11. If you run out of ideas, refer back to your scratch notes, your outline, or your 2-3 key literature sources until you find some more inspiration to keep you going.
    • For this type of disjointed writing I like using a non-linear writing program, like Scrivener, but split view in Word can work too.
  12. Keep going with this process for a few hours or a scheduled break, whichever comes first. Then take a break and dive back in for another 3-4h block.
  13. With this process, I was able to write ~3000 words in 2 x 3h writing blocks in one day.
  14. If all goes well, by the end of the day you’ll have a solid word count and be brimming with ideas of how to keep going.

Phase 3: The filling

  1. Ideally within the next day or two, settle in for your next block of time. If you’re itching to get going, just sit down and continue writing without editing or over thinking anything. If you need a little inspiration, re-read what you’ve written, review your scratch notes, and tinker with your headings/outline. As before, try to keep this brief. You don’t want to go into full editing mode.
  2. Write until your time is up or you’ve run out of things to write about.
  3. Then go back and re-read (without editing) to see if there’s any gaping omissions. Review the headings and sections for a logical flow of ideas. I sometimes like to write overly-blunt transitions between sections to organize my thinking, even if I end up deleting them anyway. For example. “This article will be organized into three sections, first… , second…, etc. In the next section, I introduce the framework and the data and argue point X and the relationship between Y and Z.” This may seem redundant, but sometimes its easier to write them down while contemplating the bigger picture of the article
  4. While you’re doing this, add in the data and figures if needed

Phase 4: Peppering 

  1. By this point you should have a sizeable manuscript underway with the most salient ideas already on the page, and guess what. You didn’t even have to do the dreaded literature review, yet.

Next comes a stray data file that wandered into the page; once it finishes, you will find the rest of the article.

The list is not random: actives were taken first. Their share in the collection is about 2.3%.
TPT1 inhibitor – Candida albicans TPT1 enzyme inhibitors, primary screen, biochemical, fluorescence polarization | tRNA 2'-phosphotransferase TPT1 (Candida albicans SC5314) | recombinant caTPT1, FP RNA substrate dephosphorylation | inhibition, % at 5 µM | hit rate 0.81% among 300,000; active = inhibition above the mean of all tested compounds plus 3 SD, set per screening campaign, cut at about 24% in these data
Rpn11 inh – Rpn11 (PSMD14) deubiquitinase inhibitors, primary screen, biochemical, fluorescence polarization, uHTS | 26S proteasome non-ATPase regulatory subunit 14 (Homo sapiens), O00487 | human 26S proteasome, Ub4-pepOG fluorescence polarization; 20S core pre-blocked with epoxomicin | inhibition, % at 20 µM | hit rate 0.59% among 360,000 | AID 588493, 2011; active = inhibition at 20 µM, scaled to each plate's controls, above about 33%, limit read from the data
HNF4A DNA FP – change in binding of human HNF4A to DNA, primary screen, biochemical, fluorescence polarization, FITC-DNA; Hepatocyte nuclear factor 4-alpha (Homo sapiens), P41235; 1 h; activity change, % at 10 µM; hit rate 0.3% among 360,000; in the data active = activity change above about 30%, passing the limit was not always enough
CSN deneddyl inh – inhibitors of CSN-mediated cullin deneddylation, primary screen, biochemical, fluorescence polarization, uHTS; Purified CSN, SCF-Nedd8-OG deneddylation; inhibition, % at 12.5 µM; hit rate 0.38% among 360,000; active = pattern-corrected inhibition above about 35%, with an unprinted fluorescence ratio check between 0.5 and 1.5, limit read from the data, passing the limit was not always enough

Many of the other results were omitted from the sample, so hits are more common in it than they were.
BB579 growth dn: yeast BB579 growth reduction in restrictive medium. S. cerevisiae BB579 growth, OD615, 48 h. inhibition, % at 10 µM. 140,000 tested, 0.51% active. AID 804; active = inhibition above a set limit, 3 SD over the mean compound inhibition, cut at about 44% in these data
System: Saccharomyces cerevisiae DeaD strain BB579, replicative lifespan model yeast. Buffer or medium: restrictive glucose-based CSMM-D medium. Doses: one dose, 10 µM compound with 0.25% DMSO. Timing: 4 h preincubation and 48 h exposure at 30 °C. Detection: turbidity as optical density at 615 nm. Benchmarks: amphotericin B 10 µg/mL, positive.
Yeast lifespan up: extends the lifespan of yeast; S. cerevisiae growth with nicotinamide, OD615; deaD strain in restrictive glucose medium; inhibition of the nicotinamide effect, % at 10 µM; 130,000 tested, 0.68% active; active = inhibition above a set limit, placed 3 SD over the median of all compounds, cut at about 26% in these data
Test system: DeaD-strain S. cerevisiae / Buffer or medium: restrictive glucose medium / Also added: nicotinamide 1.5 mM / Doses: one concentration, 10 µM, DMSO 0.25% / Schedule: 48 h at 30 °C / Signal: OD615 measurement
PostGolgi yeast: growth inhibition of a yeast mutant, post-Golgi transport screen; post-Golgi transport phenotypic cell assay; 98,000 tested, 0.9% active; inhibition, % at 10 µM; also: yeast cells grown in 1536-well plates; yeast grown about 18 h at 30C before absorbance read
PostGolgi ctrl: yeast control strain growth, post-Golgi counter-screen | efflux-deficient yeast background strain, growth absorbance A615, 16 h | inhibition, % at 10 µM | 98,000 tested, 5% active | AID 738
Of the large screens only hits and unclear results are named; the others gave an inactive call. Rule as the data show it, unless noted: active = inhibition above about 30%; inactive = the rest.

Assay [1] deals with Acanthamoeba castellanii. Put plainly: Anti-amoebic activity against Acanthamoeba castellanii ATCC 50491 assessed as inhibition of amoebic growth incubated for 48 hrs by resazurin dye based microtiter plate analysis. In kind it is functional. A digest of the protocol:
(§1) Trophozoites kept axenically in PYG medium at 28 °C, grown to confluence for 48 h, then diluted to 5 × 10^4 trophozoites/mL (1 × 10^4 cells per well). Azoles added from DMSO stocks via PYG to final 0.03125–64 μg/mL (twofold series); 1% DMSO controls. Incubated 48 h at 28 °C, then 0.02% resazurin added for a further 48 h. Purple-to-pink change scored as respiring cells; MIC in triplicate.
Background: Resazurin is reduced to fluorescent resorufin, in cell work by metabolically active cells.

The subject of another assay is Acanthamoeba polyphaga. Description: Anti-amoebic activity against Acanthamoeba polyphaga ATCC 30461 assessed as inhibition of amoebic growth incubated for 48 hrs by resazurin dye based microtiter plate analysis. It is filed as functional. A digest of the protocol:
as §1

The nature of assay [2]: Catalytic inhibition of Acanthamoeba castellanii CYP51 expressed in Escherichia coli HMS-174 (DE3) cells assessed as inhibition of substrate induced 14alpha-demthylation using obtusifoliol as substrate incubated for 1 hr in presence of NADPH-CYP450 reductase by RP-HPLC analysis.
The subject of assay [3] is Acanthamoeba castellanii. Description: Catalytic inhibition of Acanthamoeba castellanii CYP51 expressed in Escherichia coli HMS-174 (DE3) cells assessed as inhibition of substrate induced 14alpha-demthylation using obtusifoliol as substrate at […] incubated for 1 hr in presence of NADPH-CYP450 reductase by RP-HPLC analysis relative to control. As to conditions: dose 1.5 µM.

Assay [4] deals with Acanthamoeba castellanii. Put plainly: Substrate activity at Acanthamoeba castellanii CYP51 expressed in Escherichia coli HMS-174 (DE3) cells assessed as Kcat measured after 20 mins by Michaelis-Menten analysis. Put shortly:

2. Before you groan about the literature review, as many do, now is the time to venture beyond those 2-3 sources you initially relied upon, but only just. In order of importance, review the next most relevant literature source and see where you can pepper (aka interject) it into your manuscript. I find it easier to layer literature over an existing manuscript than trying to awkwardly piece together some ideas from the literature from scratch. This also helps keep your ideas at the forefront while adding references without going astray. Do this for another 2-3 literature sources and it should give enough fresh ideas to get you going again and if necessary, add some sections you might have previously missed.
  3. Work through this phase over a few days, if needed, allowing breaks so you things can simmer in the back of your mind. Try to finish this within the first week.

Phase 5: Literature review and the formalities

  1. This will likely be the second week of writing and its the home stretch!
  2. By now, you’ve reviewed at least 4-6 of the most important literature sources for your article, included your data, written your key arguments, and fleshed out your outline. Depending on the type of article you’re writing, now can be a good time to do a dedicated literature review section with anything else you feel is relevant
  3. Add in any other sections that might be still missing such as implications, conclusions, figures and tables, and the introduction (though some might like to do this part last)
  4. If possible, find a friend/colleague to bounce around some ideas and tie up any loose ends. Talk through your article and ask them to review the draft.

Phase 7: Making it pretty

  1. Here’s where the editing happens
  2. Figure out where you’re submitting the article, if you haven’t already, and do a full edit in alignment with the publication’s formatting requirements
  3. Ask someone to review the final draft

Phase 7: Click send

  1. Finish your edits and submit it before you over think things and doubt your work.